Back in September 2014, with less than 24 hours to go before the start of Prime Minister Narendra Modi’s visit to the United States, the U.S. Federal Court of the Southern District of New York issued a summons against the Indian leader for his alleged involvement and complicity in the 2002 Godhra riots. The summons was issued in connection with a lawsuit filed by the American Justice Center (AJC), which represented two survivors of the Gujarat violence in 2002. Modi was the chief minister of the Indian state when the riots occurred. Hundreds of people were killed in the riots, mostly Muslims.
Earlier this week, on Wednesday, a U.S. judge dismissed a lawsuit against Modi after the U.S. government argued that he is immune to accusations as a sitting head of government. Additionally, New York judge Analisa Torres noted that Modi did not come under the jurisdiction of her court. A “sitting head of state’s immunity from jurisdiction is based on the Executive Branch’s determination of official immunity without regard to the specific conduct alleged,” she ruled.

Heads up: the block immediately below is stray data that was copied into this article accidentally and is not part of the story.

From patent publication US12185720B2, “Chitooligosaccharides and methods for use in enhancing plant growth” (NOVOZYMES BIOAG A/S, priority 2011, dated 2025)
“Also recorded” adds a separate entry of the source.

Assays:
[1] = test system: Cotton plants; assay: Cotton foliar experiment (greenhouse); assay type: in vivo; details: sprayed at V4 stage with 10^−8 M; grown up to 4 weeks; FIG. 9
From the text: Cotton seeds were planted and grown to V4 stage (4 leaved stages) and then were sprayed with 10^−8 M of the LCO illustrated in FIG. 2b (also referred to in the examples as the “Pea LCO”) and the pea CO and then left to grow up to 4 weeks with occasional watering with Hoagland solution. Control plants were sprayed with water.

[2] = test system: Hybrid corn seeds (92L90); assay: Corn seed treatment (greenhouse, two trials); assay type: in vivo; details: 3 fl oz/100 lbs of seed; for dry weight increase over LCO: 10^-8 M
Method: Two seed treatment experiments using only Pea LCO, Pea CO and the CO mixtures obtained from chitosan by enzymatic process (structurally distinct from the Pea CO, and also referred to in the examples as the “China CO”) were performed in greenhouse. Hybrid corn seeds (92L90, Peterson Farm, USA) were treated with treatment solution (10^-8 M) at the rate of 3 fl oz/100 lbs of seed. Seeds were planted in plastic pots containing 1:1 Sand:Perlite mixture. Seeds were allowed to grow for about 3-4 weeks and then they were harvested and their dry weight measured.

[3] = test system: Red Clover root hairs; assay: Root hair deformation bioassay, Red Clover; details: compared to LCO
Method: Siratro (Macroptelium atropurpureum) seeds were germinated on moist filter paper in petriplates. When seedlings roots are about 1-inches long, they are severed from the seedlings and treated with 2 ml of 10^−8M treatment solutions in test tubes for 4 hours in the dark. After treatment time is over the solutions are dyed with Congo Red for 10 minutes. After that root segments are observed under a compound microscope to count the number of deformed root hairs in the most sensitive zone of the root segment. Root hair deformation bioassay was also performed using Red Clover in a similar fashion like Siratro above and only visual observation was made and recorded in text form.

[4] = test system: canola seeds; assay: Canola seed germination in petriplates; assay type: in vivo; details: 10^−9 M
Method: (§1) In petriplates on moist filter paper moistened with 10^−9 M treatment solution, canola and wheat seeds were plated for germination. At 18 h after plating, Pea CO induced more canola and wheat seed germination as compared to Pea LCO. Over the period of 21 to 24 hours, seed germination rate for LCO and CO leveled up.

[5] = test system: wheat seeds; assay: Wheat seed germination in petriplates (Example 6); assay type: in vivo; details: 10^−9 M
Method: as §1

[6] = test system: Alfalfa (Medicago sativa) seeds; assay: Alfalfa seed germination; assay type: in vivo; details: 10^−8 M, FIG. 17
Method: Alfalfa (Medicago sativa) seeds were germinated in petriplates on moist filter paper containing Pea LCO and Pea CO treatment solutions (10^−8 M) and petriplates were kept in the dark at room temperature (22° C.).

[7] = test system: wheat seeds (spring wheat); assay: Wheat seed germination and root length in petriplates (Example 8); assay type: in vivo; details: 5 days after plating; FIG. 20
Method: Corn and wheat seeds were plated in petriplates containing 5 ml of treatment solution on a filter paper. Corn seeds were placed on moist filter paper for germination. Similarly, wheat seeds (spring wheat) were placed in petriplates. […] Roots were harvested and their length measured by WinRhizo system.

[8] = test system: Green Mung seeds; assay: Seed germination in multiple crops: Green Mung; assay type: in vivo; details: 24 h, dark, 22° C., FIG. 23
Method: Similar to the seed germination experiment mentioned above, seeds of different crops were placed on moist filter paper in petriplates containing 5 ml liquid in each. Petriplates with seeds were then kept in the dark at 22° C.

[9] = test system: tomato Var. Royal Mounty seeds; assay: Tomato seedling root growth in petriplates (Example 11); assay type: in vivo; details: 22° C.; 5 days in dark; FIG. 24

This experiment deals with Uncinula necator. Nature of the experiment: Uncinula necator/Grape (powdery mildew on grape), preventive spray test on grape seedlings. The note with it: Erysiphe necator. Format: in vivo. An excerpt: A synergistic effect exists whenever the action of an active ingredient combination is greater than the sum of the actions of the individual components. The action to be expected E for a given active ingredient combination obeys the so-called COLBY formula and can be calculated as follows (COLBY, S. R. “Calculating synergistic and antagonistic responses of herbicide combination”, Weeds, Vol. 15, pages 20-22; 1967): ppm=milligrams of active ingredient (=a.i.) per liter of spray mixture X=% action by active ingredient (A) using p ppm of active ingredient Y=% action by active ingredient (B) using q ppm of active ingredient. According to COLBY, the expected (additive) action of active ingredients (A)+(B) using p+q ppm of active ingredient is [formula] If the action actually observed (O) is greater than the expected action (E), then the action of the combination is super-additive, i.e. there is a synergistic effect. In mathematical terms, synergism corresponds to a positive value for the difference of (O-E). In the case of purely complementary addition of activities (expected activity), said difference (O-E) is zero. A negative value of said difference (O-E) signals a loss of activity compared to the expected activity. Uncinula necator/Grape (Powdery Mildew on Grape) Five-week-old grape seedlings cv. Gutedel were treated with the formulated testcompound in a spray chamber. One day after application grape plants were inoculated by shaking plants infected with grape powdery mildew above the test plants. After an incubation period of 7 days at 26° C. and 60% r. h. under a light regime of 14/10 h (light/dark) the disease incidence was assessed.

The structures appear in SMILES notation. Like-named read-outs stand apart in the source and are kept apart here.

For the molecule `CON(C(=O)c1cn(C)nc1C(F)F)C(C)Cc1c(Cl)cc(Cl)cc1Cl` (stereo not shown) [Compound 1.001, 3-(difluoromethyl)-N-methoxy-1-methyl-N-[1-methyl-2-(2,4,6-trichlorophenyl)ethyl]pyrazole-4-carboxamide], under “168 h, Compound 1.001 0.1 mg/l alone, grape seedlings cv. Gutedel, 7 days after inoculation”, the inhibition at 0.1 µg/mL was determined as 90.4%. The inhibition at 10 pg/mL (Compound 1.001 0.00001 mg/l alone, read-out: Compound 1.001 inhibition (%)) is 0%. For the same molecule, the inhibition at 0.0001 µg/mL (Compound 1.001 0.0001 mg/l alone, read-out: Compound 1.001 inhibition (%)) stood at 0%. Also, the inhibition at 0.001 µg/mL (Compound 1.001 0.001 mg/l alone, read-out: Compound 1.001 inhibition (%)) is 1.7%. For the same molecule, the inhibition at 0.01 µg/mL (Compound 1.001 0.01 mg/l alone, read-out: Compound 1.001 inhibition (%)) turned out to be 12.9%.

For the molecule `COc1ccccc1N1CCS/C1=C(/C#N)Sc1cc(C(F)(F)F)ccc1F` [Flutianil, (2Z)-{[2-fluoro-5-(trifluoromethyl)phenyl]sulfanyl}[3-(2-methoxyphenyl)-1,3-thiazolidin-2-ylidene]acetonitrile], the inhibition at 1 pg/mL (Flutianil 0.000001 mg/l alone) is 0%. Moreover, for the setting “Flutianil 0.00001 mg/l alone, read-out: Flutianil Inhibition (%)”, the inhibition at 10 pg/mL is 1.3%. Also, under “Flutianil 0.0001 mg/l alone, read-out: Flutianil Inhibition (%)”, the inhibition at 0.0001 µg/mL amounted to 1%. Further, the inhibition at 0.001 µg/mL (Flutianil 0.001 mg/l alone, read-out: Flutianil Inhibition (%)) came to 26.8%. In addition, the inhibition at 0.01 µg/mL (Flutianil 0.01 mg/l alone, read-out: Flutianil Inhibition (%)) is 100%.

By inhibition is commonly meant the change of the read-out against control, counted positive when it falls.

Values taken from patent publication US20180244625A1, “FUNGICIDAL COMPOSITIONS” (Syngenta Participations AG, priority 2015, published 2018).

Judge Torres rejected the plaintiff’s claim that the Foreign Sovereign Immunities Act (FSIA) did not cover Modi as he held the position of chief minister at the time of the riots. Additionally, she ruled that the FSIA covered individual government officials, not merely states.
According to the Hindustan Times, Joseph Whittington, the president of the AJC, had noted earlier that even if the case was thrown out, it would mark a victory due to its “symbolism.”
The AJC’s initial filing claimed that Modi condoned crimes against humanity, extra-judicial killings, and torture against victims of the 2002 riots in Gujarat, who were mostly Muslims. The filing of the lawsuit was widely publicized in India during Modi’s U.S. visit, drawing criticism from the prime minister’s supporters. Modi’s U.S. trip was the first by the Indian leader since he was denied a U.S. visa in 2005 over his alleged involvement int he riots.
As a candidate for prime minister and even as chief minister, Modi denied all accusations made against him over his role in the riots. The 2002 riots have become a constant point of emphasis for the prime minister’s domestic and international critics. Modi, who leads India’s Hindu nationalist Bharatiya Janata Party (BJP), is sometimes portrayed as hostile to India’s religious minorities.
Significantly, the decision to throw out the case comes ahead of U.S. President Barack Obama’s scheduled visit to India at the end of January to attend India’s Republic Day celebrations as the chief guest. The visit will be the U.S. president’s second to India during his time in office.